20 April 2008

A question

I posted earlier this week about the Pope's Mass in Washington. My point was that even though the music was reported to be awful in many quarters, the Mass was still valid and therefore beautiful. Reader and good friend Vox pinged in the comments box that the priests could dress up like clowns, and still hold a valid Mass, but that would not make it right. As a result I've been thinking and rethinking, and having reached a stalemate, I wish to ask a question of you readers:

Is there a point at which ugliness can become an abuse? The Mass is beautiful, the Mass is supposed to be supported by the beauty of the arts- particularly music- but often we have seen bad music, bad art, ugly churches, and so on, which do not meet the lofty ideals of the Mass. Is any deviation an abuse, or is there a question of degree in here as well? Vox uses the example of a priest dressed as a clown. How about a middle case: the priest is wearing really ugly vestments. We've all seen one or two of those, think of your least favourite and ask yourself: was that too far gone?

If this is wrong- and I did say if- this places a double burden upon the faithful. First, we must do what we can to correct it. The second burden is related to the first: If we want better music performed, betters vestments, more beautiful artwork, then the next thing we must do as the faithful, after we have made our voices heard and after the priest has a agreed with us, is tighten our belts and fork out the money. As our pastor once told us when he was trying to replace a statue that had fallen and broke into pieces during a procession: "I have good news and bad news. The good news is: we have the money to replace the statue. The bad news is: it's still in your pockets." As another friend once told me: "Good things ain't cheap, and cheap things ain't good."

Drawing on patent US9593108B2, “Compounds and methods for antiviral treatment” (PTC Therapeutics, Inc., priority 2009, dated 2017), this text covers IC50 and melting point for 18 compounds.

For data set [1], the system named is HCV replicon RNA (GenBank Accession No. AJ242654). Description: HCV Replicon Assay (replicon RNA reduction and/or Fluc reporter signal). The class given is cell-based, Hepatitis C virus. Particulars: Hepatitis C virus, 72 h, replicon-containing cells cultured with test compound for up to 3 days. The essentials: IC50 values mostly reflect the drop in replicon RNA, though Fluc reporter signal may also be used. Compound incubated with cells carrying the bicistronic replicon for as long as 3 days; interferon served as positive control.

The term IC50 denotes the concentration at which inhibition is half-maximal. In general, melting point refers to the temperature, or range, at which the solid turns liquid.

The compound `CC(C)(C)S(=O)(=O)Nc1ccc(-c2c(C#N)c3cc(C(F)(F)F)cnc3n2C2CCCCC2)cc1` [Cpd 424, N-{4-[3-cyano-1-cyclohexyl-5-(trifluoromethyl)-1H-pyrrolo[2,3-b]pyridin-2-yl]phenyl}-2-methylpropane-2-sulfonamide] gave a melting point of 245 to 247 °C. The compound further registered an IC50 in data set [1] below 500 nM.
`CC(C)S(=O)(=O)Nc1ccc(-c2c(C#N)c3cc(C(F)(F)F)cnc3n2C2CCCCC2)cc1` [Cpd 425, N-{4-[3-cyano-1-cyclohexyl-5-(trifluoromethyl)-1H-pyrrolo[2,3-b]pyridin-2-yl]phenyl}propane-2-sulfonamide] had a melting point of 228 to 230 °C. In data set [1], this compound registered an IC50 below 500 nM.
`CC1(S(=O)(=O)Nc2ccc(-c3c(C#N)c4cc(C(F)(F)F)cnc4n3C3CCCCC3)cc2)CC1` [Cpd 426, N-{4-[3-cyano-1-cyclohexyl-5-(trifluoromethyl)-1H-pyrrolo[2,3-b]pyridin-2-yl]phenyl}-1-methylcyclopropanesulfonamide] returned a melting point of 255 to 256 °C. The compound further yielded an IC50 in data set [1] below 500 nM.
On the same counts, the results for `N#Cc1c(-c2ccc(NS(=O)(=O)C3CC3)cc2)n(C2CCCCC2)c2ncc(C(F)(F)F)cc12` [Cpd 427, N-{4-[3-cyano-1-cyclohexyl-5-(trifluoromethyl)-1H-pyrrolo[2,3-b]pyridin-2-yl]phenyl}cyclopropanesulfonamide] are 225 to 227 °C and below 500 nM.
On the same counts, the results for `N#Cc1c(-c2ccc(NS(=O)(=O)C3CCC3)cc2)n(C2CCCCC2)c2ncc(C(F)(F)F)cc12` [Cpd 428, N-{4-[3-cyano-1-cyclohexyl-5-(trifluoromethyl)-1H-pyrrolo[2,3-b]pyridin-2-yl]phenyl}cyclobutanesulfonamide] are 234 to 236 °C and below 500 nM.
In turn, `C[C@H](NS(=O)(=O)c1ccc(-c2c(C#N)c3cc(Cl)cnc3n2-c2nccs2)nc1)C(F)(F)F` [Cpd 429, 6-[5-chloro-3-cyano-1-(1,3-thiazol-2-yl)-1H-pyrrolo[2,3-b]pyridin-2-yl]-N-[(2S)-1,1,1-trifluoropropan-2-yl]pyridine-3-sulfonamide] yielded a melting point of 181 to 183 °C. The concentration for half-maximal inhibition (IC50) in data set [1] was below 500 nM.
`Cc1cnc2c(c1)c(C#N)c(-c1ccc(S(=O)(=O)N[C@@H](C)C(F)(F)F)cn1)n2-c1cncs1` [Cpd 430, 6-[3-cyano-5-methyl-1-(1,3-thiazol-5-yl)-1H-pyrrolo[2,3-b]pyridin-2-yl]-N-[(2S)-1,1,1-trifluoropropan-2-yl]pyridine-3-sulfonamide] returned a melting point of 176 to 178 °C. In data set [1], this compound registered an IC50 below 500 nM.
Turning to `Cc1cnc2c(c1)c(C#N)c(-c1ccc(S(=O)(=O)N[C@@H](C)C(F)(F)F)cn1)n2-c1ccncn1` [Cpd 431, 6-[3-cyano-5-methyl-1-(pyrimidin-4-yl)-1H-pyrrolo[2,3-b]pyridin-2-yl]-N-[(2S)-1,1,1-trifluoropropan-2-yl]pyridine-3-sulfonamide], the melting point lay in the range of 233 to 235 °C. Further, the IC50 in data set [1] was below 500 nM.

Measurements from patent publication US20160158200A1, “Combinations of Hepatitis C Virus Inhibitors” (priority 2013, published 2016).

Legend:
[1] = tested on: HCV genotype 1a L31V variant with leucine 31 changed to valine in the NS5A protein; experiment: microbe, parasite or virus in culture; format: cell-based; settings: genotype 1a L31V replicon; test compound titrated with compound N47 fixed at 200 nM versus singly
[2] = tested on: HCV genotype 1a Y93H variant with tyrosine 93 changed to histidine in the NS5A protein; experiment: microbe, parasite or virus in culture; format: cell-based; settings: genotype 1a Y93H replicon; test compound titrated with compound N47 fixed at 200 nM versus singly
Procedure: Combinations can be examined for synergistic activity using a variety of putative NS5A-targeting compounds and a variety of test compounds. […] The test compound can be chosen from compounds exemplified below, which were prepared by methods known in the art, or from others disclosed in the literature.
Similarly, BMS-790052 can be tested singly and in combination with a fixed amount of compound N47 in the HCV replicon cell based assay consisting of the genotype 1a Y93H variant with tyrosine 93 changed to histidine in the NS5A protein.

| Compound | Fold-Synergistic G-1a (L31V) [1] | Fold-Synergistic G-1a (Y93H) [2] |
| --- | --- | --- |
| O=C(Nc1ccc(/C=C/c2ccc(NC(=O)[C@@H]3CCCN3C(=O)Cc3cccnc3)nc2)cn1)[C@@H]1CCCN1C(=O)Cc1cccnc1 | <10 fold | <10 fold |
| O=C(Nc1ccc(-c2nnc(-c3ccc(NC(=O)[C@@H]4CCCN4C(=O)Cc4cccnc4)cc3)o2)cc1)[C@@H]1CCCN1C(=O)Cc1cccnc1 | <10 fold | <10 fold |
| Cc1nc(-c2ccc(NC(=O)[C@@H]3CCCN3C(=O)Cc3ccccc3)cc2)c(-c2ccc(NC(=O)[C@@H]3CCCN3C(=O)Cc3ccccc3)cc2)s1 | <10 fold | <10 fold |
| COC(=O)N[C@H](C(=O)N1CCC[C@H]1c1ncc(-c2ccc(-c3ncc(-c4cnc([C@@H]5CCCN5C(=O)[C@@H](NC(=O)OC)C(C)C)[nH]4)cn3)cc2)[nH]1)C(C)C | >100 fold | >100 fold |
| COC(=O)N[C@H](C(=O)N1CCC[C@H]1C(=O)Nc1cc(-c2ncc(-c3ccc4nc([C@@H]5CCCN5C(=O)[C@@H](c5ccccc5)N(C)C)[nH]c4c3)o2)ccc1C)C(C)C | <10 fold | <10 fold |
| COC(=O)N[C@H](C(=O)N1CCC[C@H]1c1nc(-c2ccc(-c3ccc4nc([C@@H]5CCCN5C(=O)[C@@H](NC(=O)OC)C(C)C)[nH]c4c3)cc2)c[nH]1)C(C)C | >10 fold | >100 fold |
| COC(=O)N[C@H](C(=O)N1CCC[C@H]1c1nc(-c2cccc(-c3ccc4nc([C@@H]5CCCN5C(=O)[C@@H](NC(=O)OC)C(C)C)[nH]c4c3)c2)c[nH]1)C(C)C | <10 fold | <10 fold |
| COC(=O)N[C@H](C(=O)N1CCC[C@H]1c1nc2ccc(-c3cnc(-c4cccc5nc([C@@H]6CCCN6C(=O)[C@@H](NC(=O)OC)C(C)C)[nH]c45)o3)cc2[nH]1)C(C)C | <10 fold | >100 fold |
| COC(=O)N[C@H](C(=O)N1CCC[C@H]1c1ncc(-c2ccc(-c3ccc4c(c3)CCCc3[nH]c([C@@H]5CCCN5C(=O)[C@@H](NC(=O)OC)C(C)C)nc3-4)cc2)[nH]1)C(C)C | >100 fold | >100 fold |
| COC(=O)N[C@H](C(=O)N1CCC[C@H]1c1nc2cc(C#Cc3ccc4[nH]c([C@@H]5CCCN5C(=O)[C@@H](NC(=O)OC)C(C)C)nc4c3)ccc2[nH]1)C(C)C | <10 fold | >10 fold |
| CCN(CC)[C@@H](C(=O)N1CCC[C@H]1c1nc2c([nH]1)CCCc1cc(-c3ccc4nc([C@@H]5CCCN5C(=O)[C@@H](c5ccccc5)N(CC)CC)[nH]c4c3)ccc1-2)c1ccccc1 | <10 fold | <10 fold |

So, if you still wish to answer the question: At what point does bad taste become an abuse? Is it an abuse in and of itself, or are there degrees?

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